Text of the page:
I'm sure there's plenty here which breaks the law - both in the UK and the US. But the solution here probably isn't a legal one: it's for everyone involved to have some basic human decency. This isn't just a few rude words, and it isn't OK. 

An online game invites players to "beat up Anita Sarkeesian".

Helen Lewis is deputy editor of the New Statesman. She has presented BBC Radio 4’s Week in Westminster and is a regular panellist on BBC1’s Sunday Politics.

Photo: Reuters
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Murder by numbers: the legacy of the Grenfell Tower fire

It is difficult to refute the reality of suffering when the death toll is still being reckoned.

How do we measure human malice? Sometimes it’s all too easy. This summer, British cities are struggling through the aftermath of successive terrorist attacks and hate crimes. The Manchester bombing. The Westminster Bridge murders. The London Bridge atrocity. The attack on people outside the Finsbury Park Mosque in north London and on other mosques. The unidentified young men who are still at large in the capital after spraying acid in the faces of passers-by, mutilating them.

In Britain, we are commendably resilient about these things. Returning to London after some time away, I found my spirits lifted by an issue of the London Evening Standard magazine that celebrated the ordinary people who stepped in to help after these atrocities. The paramedics who worked through the night. The Romanian chef who offered shelter in his bakery. The football fan who took on the London Bridge terrorists, screaming, “Fuck you, I’m Millwall!” The student housing co-ordinator who rushed to organise board for the victims of the inferno at the Grenfell Tower and their families.

Wait. Hold on a second. One of these things is not like the others. The Grenfell Tower disaster, in which at least 80 people died, was not a terrorist or malicious attack. It was the result of years of callous council decisions and underinvestment in social housing. On 14 June, entire families burned alive in their homes partly because, it is alleged, the Royal Borough of Kensington and Chelsea would not pay the extra £5,000 or so for fire-resistant cladding. Nor could it find the cash, despite a budget surplus, to instal proper sprinkler systems on the rotting interior of the building.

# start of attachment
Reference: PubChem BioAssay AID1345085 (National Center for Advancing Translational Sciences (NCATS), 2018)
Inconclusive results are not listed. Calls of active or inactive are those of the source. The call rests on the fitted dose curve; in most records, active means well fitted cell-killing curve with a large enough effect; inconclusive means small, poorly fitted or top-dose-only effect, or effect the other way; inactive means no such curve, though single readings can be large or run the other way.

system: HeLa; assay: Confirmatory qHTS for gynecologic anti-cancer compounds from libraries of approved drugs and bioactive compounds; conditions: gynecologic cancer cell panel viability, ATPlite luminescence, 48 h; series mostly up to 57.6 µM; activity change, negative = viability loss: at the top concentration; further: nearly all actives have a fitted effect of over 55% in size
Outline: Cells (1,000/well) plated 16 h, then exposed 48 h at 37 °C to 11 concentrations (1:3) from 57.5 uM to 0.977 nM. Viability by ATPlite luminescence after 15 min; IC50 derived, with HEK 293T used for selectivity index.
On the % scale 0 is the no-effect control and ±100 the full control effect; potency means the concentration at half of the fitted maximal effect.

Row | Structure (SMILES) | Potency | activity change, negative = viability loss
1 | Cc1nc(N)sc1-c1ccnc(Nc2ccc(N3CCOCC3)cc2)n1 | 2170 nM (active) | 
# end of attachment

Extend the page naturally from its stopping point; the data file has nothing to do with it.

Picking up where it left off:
Kensington and Chelsea is a Tory borough that, in cash terms, cares very little for poorer citizens who are unlikely to vote the right way. In 2014, while the Grenfell Tower residents were refused basic maintenance, the council handed out £100 rebates to its top-rate taxpayers, boasting of its record of “consistently delivering greater efficiencies while improving services”. Some of those efficiencies had names, and parents, and children.

This is a different sort of depravity altogether. It’s depravity with plausible deniability, right up until the point at which deniability goes up in flames. Borrowing from Friedrich Engels, John McDonnell described the Grenfell Tower disaster as “social murder”. The shadow chancellor and sometime Jack Russell of the parliamentary left has never been known for his delicate phrasing.

Naturally, the Tory press queued up to condemn McDonnell – not because he was wrong but because he was indiscreet. “There’s a long history in this country of the concept of social murder,” he said, “where decisions are made with no regard to the consequences… and as a result of that people have suffered.”